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Certification

Have we Reached the End of Aging Aircraft Wiring Systems? – Part II

At the start of the last article, the question was posed, “Is it possible that aircraft wiring reached a point where aging/degradation is a thing of the past?” In that article, four elements were identified that must be satisfied for wires/cables to be considered as age-free. The insulation and conductor aging factors were examined in the last article, and here we consider the remaining two: Design limits and random shocks. Read more

25.981 is Not a Barrier – Part 2

FAA regulation 25.981 covers the requirements of fuel tank ignition prevention. While there are numerous elements that must be considered as part of the 25.981 regulation, this is a Lectromec series of articles, and here we focus on the electrical hazards that must be identified and mitigated as part of certification. Read more

25.981 is Not a Barrier

One area of aircraft certification where electrical energy and risk have always been considered is the fuel system. While it is obvious that limiting the exposure of fuel to electrical energy is advantageous, how this gets addressed from a safety and certification perspective is far from obvious. Read more

Testing the Performance of AFCBs

Arc Fault Circuit Protection has been a technology that dates back to the 1990s. Despite this not being a new technology, the breath of its implementation is still limited. The device owes its inception to arcing events that occurred on in-service aircraft. Because of these events, the wiring community sought to create wiring that was arc track resistant, and the circuit protection community sought to cut off the arcing event before too much energy was released. This has been captured in the requirements of AS5692 for AC circuit protection, and AS6019 for DC protection Read more

Maximum Harness Ampacity

The fundamental concept here is harness ampacity: the maximum amount of current transferred down a wire harness without exceeding the temperature rating for any component. Read more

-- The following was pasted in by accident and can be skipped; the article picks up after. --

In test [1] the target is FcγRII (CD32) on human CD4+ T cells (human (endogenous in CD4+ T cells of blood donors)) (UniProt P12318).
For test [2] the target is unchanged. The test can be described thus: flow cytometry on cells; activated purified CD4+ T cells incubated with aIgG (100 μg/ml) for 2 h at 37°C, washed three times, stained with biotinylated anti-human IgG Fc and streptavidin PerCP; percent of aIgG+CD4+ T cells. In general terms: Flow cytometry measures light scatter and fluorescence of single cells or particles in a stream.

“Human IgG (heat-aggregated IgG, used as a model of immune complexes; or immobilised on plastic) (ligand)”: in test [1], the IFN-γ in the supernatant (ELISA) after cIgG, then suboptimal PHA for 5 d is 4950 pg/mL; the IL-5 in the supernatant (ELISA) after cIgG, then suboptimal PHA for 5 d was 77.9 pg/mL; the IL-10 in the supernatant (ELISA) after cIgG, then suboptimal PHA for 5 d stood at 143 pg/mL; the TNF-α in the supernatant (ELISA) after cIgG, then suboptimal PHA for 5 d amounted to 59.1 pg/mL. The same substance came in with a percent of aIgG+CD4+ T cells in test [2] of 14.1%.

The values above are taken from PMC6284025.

Circuit Protection Selection Guidance

Circuit protection devices have existed since 1864; one would think that selection of circuit protection would be a straight forward task. However, it is not. NASA developed a seven-step process for circuit protection selection and both EN3179 and AS50881 provide some guidance. In a past article, Lectromec began to consider the differences between two major […] Read more

What is an EWIS Qualified Wire?

This is a question that Lectromec regularly receives. The reason for this question is that a parts-supplier or system-integrator is looking to find wires in compliance with EWIS requirements. Since there are so many ways to evaluate any component, the important question to consider is if a defined requirements list for aerospace wire exists? Here, […] Read more

Connector Failure Rates – Part #2

In Lectromec’s previous article, we introduced a basis for estimating connector failure rates. The framework utilized the failure information available from military handbook MIL-HDBK-217. In this article, we continue to review the parameters of the failure rate function and implications on how slight changes in the environment can have a dramatic impact on a connectors […] Read more

Connector Failure Rates – Part #1

Coming up with failure rates of electrical components is always a difficult task. Historically, when failure modes and effects analyses were created for aircraft systems, the level of detail of EWIS component failures were severely lacking. Some organizations would create a single failure number for an entire circuit, regardless of the wires or connections made […] Read more

Designing for Relays

Power transfer through aircraft or any electrical system requires components that have the capability to turn on and off. These switches, contactors, transistors, and electrical relays that route power through the aircraft are life limited parts. Whether from a design or sustainment view, understanding how these components degrade over time and what to look for […] Read more